Essay On Thallium Neon And Iodine

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The emission spectrum of an element is the spectrum of frequencies in electromagnetic radiation emitted due to a specific atom's electrons, creating a transition from a high energy to a low energy state. There are many possible electron transitions for each different atom in which the transition has a specific energy difference. The collection of different transitions leads to different radiated wavelengths and in turn makes up an emission spectrum. Each element's emission spectrum is unique and completely different form other elements on the periodic table. In order to reiterate this statement elements; thallium, neon and iodine will be compared and explained.
Thallium was discovered by Sir William Crookes in 1861, in London. In 1850 Crookes had been given a deposit containing selenium from a sulfuric acid factory in Tilkerode. Crookes extracted the selenium and was left with residues which appeared to contain tellurium. Crookes named thallium after the Greek word ‘thallos’ which means a green shoot or twig, in reference to the unique green spectral line which identifies the element in its emission spectra. Thallium possesses properties such as; soft, malleable, and low-melting. It is a silvery metal that releases a bluish oxide once it is heated into the air. Its appearance is often misconstrued for lead. Thallium can easily be cut using every day utensils (such as a knife) because of its malleability. Once thallium is presented in water, poisonous thallium hydroxide or TIOH is created. The metal slowly dissolves in hydrochloric acid, becomes diluted in sulfuric acid and rapidly dissolves in nitric acid. The colorless and odorless thallium sulfate is used in rat poisoning and as an insecticide. This use of tha...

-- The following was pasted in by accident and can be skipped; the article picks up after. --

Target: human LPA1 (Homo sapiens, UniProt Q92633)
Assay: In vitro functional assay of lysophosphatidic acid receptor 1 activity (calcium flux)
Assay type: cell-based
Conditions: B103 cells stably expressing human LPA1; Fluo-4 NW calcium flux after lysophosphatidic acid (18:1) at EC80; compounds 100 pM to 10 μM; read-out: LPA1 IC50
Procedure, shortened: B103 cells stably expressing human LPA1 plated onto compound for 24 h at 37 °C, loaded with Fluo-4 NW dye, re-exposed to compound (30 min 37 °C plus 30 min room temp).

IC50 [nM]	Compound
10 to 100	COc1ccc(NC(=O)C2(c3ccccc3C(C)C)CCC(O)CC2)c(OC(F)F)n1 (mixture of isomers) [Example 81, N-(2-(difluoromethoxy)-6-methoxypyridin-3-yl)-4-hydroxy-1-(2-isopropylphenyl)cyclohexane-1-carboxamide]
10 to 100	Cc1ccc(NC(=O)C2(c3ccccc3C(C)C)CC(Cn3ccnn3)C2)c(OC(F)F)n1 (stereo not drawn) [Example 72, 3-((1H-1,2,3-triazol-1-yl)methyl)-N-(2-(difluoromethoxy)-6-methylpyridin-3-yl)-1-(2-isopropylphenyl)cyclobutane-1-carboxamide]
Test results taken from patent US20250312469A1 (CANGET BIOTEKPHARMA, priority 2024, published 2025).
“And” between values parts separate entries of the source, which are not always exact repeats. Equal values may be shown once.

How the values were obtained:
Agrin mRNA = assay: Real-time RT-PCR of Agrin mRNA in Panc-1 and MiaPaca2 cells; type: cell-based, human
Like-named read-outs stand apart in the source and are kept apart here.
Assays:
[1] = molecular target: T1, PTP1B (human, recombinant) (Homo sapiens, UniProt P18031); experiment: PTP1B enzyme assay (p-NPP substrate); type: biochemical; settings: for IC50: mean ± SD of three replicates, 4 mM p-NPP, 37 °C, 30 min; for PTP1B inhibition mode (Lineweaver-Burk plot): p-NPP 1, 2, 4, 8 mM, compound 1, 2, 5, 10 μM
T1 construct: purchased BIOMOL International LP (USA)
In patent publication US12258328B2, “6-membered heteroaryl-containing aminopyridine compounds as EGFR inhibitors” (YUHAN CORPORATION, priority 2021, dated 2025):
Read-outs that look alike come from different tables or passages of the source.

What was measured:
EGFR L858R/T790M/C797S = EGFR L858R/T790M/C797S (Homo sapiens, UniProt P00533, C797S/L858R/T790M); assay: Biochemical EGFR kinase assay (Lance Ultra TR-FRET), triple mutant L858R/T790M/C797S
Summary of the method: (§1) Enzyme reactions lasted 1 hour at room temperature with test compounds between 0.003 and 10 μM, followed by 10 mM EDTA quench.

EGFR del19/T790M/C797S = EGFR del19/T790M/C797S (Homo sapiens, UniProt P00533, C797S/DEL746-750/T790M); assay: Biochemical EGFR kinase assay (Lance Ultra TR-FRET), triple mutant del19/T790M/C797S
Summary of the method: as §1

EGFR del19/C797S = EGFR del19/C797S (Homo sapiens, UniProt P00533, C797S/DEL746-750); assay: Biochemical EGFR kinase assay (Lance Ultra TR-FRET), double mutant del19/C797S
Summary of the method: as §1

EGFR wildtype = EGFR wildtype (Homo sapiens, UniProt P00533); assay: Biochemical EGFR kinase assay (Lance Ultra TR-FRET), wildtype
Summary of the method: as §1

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...sed using a spectroscope. Neon is often used in signs because of its production of an unmistakable bright reddish-orange light. Although still referred to as "neon", other colors are generated with the variety of noble gases and by various colors of fluorescent lighting. Neon is also used in vacuum tubes, high-voltage indicators, lightning arrestors, wave meter tubes, television tubes, and helium neon lasers. When Neon is liquefied it is commercially used as a cryogenic refrigerant and the lower temperature range becomes more attainable with more the extreme liquid helium refrigeration. Neon both as a gas and a liquid are relatively expensive for example; the price of liquid neon even in small quantities can be more than 55 times that of liquid helium. The reason for neon's expense is because of neon’s rarity which unlike helium, can only be obtained from the air.
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